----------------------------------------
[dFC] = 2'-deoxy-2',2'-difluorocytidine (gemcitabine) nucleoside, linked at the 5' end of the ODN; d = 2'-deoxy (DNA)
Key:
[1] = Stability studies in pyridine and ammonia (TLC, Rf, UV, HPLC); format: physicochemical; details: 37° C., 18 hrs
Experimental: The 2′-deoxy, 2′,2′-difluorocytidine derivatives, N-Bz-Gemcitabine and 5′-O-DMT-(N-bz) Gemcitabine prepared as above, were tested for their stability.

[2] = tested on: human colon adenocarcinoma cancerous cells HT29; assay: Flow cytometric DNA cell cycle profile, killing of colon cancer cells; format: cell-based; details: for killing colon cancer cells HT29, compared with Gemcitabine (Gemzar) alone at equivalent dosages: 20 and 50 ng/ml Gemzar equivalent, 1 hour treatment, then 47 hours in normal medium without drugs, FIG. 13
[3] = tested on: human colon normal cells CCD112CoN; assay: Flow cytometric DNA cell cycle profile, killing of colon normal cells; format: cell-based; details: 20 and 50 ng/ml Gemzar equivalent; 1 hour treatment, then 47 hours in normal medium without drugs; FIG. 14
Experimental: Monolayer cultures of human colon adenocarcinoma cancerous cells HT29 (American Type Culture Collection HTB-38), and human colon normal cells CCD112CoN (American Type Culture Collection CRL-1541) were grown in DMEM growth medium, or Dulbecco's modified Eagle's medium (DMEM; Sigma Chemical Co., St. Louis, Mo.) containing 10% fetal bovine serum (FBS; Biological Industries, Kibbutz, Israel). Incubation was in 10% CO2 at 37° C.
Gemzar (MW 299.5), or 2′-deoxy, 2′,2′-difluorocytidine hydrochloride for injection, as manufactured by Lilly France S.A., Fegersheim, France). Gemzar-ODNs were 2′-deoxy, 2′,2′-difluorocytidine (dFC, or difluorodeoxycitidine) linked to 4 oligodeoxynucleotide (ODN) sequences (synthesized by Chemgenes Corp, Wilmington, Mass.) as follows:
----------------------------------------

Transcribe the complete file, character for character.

[dFC] = 2'-deoxy-2',2'-difluorocytidine (gemcitabine) nucleoside, linked at the 5' end of the ODN; d = 2'-deoxy (DNA)
Key:
[1] = Stability studies in pyridine and ammonia (TLC, Rf, UV, HPLC); format: physicochemical; details: 37° C., 18 hrs
Experimental: The 2′-deoxy, 2′,2′-difluorocytidine derivatives, N-Bz-Gemcitabine and 5′-O-DMT-(N-bz) Gemcitabine prepared as above, were tested for their stability.

[2] = tested on: human colon adenocarcinoma cancerous cells HT29; assay: Flow cytometric DNA cell cycle profile, killing of colon cancer cells; format: cell-based; details: for killing colon cancer cells HT29, compared with Gemcitabine (Gemzar) alone at equivalent dosages: 20 and 50 ng/ml Gemzar equivalent, 1 hour treatment, then 47 hours in normal medium without drugs, FIG. 13
[3] = tested on: human colon normal cells CCD112CoN; assay: Flow cytometric DNA cell cycle profile, killing of colon normal cells; format: cell-based; details: 20 and 50 ng/ml Gemzar equivalent; 1 hour treatment, then 47 hours in normal medium without drugs; FIG. 14
Experimental: Monolayer cultures of human colon adenocarcinoma cancerous cells HT29 (American Type Culture Collection HTB-38), and human colon normal cells CCD112CoN (American Type Culture Collection CRL-1541) were grown in DMEM growth medium, or Dulbecco's modified Eagle's medium (DMEM; Sigma Chemical Co., St. Louis, Mo.) containing 10% fetal bovine serum (FBS; Biological Industries, Kibbutz, Israel). Incubation was in 10% CO2 at 37° C.
Gemzar (MW 299.5), or 2′-deoxy, 2′,2′-difluorocytidine hydrochloride for injection, as manufactured by Lilly France S.A., Fegersheim, France). Gemzar-ODNs were 2′-deoxy, 2′,2′-difluorocytidine (dFC, or difluorodeoxycitidine) linked to 4 oligodeoxynucleotide (ODN) sequences (synthesized by Chemgenes Corp, Wilmington, Mass.) as follows: